The Need For Ethics in GIS

Mark Altaweel


We don’t often think that GIS could have specific ethical issues as an application of objective study or simply for use to understand our world around us. However, critical elements emerge when developing and deploying GIS. For Crampton (1995), GIS should be evaluated based on how information is commoditized or it is used for surveillance activities that may monitor individuals or others unknowingly.[1] The use of GIS should be reviewed within a broader ethical evaluation for a project or scheme where GIS is employed.

In critical GIS perspectives, ethics are placed as a central component that argues social theory should shape how GIS is used, as improper use of a technology could cross ethical guidelines. In effect, the access to technology tempts people to use that technology, particularly as GIS is generally detached from interaction with people, in a way that could threaten someone’s individual liberties or even private information.[2] Since the time of those early works on ethics and GIS, smart phones and other mobile technologies that can store, access, or apply spatial data have made it easier to acquire potentially sensitive data. Increasingly, courses on GIS at university level apply these technologies; however, the ethics of application have been mostly overlooked or have not been emphasized.[3]

GIS certification (such as the GISP) have incorporated ethics; however, often this is a simple signature that promises to abide by ethical guidelines, rather than any formal education on the use of GIS within ethical limits.[4]

The use of public participatory (or crowdsourced) GIS, which applies people from the public to help in developing GIS-led planning, policies, or other social action, is another area where GIS has expanded.[5] However, as the public is brought into larger studies or participation, ethical guidelines are needed so that participants are aware of how their data are used and what steps are taken to, for instance, anonymize information or make it difficult to access any individual’s specific, private details.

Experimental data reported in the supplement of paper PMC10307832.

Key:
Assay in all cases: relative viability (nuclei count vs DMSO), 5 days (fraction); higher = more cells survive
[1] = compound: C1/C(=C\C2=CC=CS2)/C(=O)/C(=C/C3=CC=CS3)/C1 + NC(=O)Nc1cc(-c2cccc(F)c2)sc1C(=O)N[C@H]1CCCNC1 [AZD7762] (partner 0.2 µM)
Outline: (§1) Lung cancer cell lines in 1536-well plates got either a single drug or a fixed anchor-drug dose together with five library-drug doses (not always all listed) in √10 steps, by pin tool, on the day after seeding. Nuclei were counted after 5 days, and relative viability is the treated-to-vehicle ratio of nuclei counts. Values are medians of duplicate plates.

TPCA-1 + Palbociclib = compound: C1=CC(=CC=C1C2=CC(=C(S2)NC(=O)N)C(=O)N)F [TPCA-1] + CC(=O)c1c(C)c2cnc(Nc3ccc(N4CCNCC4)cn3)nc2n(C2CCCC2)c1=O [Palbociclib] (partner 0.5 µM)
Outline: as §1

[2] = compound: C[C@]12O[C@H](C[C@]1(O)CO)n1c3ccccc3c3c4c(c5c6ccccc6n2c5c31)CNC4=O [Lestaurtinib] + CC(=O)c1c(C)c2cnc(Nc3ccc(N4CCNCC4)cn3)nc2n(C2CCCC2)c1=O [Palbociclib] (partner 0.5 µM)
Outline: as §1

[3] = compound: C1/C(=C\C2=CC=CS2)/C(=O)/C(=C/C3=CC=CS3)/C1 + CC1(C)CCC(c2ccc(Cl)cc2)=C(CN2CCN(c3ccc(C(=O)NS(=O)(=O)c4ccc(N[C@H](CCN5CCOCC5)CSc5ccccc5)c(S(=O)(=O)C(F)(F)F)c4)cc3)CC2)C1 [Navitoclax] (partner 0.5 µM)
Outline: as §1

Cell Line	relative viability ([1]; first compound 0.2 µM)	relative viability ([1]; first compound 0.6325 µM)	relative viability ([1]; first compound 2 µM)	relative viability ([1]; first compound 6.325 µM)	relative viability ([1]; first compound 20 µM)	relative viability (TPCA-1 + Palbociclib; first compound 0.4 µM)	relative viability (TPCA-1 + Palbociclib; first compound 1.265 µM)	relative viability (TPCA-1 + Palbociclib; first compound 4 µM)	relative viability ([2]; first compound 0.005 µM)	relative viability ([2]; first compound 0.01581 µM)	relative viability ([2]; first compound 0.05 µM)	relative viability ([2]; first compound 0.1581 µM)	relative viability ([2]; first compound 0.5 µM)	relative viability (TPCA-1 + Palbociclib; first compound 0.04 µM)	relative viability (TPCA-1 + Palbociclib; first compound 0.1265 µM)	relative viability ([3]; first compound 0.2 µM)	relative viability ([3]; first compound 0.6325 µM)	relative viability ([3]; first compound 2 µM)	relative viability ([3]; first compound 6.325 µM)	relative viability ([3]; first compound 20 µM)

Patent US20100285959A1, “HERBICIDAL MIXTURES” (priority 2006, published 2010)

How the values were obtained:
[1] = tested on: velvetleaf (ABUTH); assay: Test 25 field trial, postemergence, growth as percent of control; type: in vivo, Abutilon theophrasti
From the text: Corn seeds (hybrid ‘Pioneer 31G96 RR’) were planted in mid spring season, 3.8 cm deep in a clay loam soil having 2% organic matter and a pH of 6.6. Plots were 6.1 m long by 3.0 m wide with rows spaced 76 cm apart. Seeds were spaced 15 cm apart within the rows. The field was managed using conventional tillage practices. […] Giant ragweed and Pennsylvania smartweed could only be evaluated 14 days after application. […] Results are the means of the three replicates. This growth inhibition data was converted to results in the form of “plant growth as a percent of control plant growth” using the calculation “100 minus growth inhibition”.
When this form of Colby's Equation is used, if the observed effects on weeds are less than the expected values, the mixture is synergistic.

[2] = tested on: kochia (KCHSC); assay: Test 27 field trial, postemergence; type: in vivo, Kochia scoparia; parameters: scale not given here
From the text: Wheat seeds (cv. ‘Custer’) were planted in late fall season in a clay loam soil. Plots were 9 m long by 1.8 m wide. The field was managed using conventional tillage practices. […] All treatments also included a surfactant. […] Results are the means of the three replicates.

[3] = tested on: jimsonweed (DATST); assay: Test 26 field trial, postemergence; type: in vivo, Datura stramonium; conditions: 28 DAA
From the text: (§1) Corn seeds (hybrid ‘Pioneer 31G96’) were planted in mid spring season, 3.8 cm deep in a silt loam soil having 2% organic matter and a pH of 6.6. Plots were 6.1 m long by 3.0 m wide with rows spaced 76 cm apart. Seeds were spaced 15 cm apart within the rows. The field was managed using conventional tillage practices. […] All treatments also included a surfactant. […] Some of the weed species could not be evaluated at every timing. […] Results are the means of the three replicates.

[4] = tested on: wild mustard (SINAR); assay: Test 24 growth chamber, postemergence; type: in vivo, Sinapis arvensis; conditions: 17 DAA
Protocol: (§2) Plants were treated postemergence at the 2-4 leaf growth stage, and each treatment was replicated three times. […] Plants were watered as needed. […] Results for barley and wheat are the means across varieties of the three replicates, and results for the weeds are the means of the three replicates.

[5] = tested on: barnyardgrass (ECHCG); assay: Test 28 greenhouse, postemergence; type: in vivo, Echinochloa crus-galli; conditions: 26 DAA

Free weekly newsletter

Fill out your e-mail address to receive our newsletter!

In effect, with the spread of GIS, ethical integration will need to be increasingly adjusted so that it can be adapted to new technologies and applications within GIS.

Definition of ethics. Source: The Concise Oxford English Dictionary..
Definition of ethics. Source: The Concise Oxford English Dictionary..


[1] For more on GIS and ethical review, see:  Crampton, J. (1995) The Ethics of GIS. Cartography and Geographic Information Science. [Online] 22 (1), 84–89. Available from: doi:10.1559/152304095782540546.

[2] For more on critical theory and its link to ethics in GIS, see: Sheppard, E. (2005) Knowledge Production through Critical GIS: Genealogy and Prospects. Cartographica: The International Journal for Geographic Information and Geovisualization. [Online] 40 (4), 5–21. Available from: doi:10.3138/GH27-1847-QP71-7TP7.

[3] For more on ethics taught within university courses on GIS, see:  Scull, P., Burnett, A., Dolfi, E., Goldfarb, A., et al. (2016) Privacy and Ethics in Undergraduate GIS Curricula. Journal of Geography. [Online] 115 (1), 24–34. Available from: doi:10.1080/00221341.2015.1017517.

[4] For more on ethics certification in GIS, see:  Mathews, A.J. & Wikle, T.A. (2016) Assessing professional benefits of GIS certification. Cartography and Geographic Information Science. [Online] 1–11. Available from: doi:10.1080/15230406.2016.1185742.

[5] For more on public participatory GIS, see:  Radil, S.M. & Jiao, J. (2016) Public Participatory GIS and the Geography of Inclusion. The Professional Geographer. [Online] 68 (2), 202–210. Available from: doi:10.1080/00330124.2015.1054750.


Photo of author
About the author
Mark Altaweel
Mark Altaweel is a Reader in Near Eastern Archaeology at the Institute of Archaeology, University College London, having held previous appointments and joint appointments at the University of Chicago, University of Alaska, and Argonne National Laboratory. Mark has an undergraduate degree in Anthropology and Masters and PhD degrees from the University of Chicago’s Department of Near Eastern Languages and Civilizations.